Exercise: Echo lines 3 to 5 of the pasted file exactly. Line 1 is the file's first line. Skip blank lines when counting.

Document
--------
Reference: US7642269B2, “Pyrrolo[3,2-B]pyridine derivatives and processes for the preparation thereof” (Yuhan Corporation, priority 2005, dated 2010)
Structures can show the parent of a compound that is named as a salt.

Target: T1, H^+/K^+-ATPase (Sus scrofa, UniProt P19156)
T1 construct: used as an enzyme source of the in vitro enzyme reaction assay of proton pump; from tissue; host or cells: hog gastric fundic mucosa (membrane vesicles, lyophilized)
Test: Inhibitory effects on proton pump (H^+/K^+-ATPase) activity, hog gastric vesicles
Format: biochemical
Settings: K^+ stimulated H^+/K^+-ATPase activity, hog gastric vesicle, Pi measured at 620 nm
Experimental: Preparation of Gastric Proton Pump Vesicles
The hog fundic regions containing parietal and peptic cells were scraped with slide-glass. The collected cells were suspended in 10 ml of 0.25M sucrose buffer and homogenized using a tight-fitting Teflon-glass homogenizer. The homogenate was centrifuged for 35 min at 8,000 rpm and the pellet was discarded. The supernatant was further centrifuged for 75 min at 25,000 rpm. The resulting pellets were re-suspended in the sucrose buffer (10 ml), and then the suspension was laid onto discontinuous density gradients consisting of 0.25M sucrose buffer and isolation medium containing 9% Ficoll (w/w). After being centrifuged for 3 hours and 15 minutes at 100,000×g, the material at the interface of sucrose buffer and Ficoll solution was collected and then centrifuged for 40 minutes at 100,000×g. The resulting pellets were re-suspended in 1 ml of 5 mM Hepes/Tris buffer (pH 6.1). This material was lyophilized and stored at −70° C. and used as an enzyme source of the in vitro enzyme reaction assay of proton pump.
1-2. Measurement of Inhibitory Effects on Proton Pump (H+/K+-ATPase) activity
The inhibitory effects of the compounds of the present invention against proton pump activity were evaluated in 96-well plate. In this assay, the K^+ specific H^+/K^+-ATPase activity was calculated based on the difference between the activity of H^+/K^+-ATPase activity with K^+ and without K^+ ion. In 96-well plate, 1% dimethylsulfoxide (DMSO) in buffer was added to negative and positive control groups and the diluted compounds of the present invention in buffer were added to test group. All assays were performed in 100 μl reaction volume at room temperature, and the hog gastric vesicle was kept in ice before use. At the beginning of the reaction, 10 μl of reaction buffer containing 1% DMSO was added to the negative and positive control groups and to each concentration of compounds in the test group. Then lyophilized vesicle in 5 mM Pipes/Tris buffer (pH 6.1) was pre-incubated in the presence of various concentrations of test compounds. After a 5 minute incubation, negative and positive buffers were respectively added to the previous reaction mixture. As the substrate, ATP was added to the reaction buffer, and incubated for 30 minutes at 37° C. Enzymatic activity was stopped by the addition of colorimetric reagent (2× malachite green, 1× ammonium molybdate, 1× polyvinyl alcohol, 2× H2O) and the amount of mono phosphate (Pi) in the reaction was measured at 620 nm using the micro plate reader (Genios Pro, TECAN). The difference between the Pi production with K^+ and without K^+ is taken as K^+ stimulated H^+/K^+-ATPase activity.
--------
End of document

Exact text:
Target: T1, H^+/K^+-ATPase (Sus scrofa, UniProt P19156)
T1 construct: used as an enzyme source of the in vitro enzyme reaction assay of proton pump; from tissue; host or cells: hog gastric fundic mucosa (membrane vesicles, lyophilized)
Test: Inhibitory effects on proton pump (H^+/K^+-ATPase) activity, hog gastric vesicles